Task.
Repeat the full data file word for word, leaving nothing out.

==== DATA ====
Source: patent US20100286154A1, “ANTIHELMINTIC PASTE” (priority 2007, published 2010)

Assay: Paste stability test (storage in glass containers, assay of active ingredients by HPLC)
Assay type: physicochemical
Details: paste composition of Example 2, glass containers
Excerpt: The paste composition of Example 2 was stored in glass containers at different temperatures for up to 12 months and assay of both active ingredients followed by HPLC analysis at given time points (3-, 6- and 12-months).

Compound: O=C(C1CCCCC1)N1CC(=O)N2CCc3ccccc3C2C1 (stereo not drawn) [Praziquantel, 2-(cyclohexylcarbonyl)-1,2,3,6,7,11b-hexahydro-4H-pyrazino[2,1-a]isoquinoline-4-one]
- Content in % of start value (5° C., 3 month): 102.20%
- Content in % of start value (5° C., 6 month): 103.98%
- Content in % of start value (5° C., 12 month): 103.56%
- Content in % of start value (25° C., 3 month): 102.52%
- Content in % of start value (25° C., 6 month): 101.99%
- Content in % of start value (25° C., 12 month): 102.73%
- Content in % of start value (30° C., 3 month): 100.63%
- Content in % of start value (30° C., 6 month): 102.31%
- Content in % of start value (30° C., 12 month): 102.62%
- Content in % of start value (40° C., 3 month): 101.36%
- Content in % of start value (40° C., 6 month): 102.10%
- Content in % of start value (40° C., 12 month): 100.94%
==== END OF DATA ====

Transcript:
Source: patent US20100286154A1, “ANTIHELMINTIC PASTE” (priority 2007, published 2010)

Assay: Paste stability test (storage in glass containers, assay of active ingredients by HPLC)
Assay type: physicochemical
Details: paste composition of Example 2, glass containers
Excerpt: The paste composition of Example 2 was stored in glass containers at different temperatures for up to 12 months and assay of both active ingredients followed by HPLC analysis at given time points (3-, 6- and 12-months).

Compound: O=C(C1CCCCC1)N1CC(=O)N2CCc3ccccc3C2C1 (stereo not drawn) [Praziquantel, 2-(cyclohexylcarbonyl)-1,2,3,6,7,11b-hexahydro-4H-pyrazino[2,1-a]isoquinoline-4-one]
- Content in % of start value (5° C., 3 month): 102.20%
- Content in % of start value (5° C., 6 month): 103.98%
- Content in % of start value (5° C., 12 month): 103.56%
- Content in % of start value (25° C., 3 month): 102.52%
- Content in % of start value (25° C., 6 month): 101.99%
- Content in % of start value (25° C., 12 month): 102.73%
- Content in % of start value (30° C., 3 month): 100.63%
- Content in % of start value (30° C., 6 month): 102.31%
- Content in % of start value (30° C., 12 month): 102.62%
- Content in % of start value (40° C., 3 month): 101.36%
- Content in % of start value (40° C., 6 month): 102.10%
- Content in % of start value (40° C., 12 month): 100.94%